Editorial – The elusive effect of water and sanitation on the global burden of disease. Tropical Medicine and International Health, Feb 2014.
by Wolf-Peter Schmidt, Department of Disease Control, Faculty of Infectious and Tropical Diseases, London School of Hygiene and Tropical Medicine, Keppel St, London WC1E 7HT, UK. Tel.: +44-20-7636 8636, E-mail: Wolf-Peter.Schmidt@lshtm.ac.uk
About 2.5 billion people lack access to improved sanitation, and 1 billion have no access to any form of sanitation (UNICEF 2013). About 780 million people lack access to an improved water source, a figure that is based on a fairly generous definition incorporating little with respect to reliability, proximity and convenience of access (UNICEF 2013).
While the ancient Romans may already have been aware of it (Bradley 2012), water and sanitation came to be regarded as key to improve health in the growing cities of Europe and America in the late 19th and early 20th centuries. A number of notable observational studies were carried out that even with the limited epidemiological tools available at the time all but proved the direct link between water, sanitation and health (Snow 1860; Pringle 1910). By contrast, in the early days of development aid in the post-colonial era, water and sanitation were often not regarded as a health issue, but primarily provided with the aim of making people’s life easier and enable developmental activities. Whoever tried to argue for more investment on health grounds was faced by a lack of epidemiological studies conducted in low-income settings, which led to a renewed interest in research from the 1970s.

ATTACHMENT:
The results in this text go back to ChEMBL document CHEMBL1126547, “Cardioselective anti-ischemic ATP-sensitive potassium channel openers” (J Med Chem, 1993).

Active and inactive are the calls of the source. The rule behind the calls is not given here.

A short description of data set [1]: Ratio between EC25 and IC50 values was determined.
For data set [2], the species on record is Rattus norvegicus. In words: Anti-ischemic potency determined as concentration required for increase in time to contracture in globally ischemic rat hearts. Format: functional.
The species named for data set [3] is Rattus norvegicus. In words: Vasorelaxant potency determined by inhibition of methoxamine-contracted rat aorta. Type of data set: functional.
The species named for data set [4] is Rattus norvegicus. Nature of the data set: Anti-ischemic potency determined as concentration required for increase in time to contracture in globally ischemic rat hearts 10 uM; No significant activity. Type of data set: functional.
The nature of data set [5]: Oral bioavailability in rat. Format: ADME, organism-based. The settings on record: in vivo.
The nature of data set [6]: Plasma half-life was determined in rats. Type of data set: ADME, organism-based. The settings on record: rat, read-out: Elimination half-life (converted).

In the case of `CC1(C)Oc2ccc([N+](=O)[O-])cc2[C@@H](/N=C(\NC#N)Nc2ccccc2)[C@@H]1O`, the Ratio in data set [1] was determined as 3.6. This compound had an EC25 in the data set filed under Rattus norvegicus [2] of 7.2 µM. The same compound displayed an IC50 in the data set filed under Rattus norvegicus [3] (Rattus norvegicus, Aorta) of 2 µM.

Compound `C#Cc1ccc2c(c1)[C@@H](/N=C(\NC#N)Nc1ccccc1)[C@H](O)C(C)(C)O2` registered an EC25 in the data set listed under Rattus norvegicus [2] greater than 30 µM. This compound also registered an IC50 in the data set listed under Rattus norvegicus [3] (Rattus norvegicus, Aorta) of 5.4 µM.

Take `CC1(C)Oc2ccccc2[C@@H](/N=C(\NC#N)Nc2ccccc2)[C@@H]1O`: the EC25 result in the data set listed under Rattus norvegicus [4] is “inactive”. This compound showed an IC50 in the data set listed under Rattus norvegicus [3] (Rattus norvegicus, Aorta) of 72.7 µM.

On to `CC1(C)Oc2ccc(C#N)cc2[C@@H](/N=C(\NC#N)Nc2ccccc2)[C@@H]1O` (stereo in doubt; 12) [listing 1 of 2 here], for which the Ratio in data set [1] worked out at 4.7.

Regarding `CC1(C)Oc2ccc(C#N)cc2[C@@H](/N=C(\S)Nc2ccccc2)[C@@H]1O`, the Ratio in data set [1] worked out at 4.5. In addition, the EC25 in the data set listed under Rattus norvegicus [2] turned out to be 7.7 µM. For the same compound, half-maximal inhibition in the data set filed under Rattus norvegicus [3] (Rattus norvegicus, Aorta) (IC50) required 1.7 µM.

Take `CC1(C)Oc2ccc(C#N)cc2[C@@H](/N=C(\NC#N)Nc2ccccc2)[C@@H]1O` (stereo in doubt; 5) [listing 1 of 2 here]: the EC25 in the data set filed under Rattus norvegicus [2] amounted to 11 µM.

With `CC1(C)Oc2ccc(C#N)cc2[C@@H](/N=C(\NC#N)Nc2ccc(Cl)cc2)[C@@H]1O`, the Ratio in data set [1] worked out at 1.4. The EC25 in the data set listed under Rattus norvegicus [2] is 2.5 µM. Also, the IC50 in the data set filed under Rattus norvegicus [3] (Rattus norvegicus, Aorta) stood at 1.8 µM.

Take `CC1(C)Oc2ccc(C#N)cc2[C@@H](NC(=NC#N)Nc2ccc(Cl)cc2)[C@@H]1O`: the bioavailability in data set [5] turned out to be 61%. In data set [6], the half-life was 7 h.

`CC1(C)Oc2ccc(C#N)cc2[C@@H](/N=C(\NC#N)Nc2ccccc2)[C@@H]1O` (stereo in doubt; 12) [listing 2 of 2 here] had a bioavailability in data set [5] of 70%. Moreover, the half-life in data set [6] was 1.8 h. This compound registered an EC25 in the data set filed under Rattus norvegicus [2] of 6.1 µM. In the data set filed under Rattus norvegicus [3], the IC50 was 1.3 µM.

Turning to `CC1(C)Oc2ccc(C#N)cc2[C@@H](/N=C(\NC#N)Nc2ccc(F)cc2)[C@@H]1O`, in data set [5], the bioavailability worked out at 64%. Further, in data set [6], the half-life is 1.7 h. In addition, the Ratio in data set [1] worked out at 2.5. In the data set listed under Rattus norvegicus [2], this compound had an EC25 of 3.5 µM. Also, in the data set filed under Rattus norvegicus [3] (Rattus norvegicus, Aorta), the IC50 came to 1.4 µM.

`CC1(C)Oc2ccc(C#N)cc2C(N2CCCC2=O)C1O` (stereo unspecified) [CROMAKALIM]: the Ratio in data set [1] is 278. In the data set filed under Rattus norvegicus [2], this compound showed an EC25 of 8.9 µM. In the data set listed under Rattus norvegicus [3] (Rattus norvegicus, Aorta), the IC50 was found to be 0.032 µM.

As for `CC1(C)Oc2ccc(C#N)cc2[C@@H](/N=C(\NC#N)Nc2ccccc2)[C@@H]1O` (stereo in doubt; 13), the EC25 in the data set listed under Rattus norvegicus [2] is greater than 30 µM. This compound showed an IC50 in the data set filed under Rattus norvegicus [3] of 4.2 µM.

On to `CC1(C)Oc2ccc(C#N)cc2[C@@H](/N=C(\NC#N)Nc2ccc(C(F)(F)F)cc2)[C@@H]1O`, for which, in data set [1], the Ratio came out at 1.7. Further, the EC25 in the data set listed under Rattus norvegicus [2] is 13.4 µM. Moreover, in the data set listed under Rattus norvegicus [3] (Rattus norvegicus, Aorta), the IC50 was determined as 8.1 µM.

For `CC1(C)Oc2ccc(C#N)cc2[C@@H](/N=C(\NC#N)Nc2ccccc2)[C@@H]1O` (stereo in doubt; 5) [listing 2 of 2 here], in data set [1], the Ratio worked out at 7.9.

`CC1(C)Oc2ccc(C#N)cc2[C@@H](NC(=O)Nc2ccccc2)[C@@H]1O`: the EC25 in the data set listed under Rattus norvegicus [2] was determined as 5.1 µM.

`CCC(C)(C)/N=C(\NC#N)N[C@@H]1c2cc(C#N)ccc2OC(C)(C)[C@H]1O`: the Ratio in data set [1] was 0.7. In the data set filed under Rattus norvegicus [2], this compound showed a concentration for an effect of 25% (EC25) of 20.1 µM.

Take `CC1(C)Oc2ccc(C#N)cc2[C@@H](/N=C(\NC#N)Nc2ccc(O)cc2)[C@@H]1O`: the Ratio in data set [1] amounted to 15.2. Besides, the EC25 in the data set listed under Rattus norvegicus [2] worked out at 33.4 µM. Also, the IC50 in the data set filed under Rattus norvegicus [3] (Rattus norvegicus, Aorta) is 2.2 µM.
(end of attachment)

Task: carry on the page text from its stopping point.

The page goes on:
Simple before/after and case-control studies to evaluate water and sanitation programmes
The studies on water and sanitation conducted in low-income settings since the 1970s were usually simple in design (Rubenstein et al.1969; Aziz et al. 1990; Zhang et al. 2000, 2005; Azurin & Alvero 2007). Typically, a programme to improve water access would be implemented in one or two villages, with latrine construction and some form of hygiene education being provided at the same time. Disease (for example diarrhoea, schistosomiasis or soil-transmitted helminths) would be measured at baseline and then again after the intervention. A couple of not too distant villages with ‘similar socio-economic conditions’ would have been followed up as a control group. Allocation of the intervention was unlikely to be random. Villages might have received the intervention because they had many diseases or were the poorest in the region. They might have been chosen for having been the least or the most accessible, the politically most influential or the most neglected. The commonly small number of allocated villages enabled a close supervision of the intervention, assuring that everything was carried out according to plan. However, the within-village (‘-cluster’) correlation of disease meant that statistically not much could be made of any difference between intervention and control arm if there were <5 or 6 villages on either side. Accounting for the baseline levels of disease allowed strengthening the causal inference (Norman & Schmidt 2011), but only to some extent. Larger, randomised studies were deemed unfeasible given the logistical and engineering complexities involved, and the low budgets available at the time.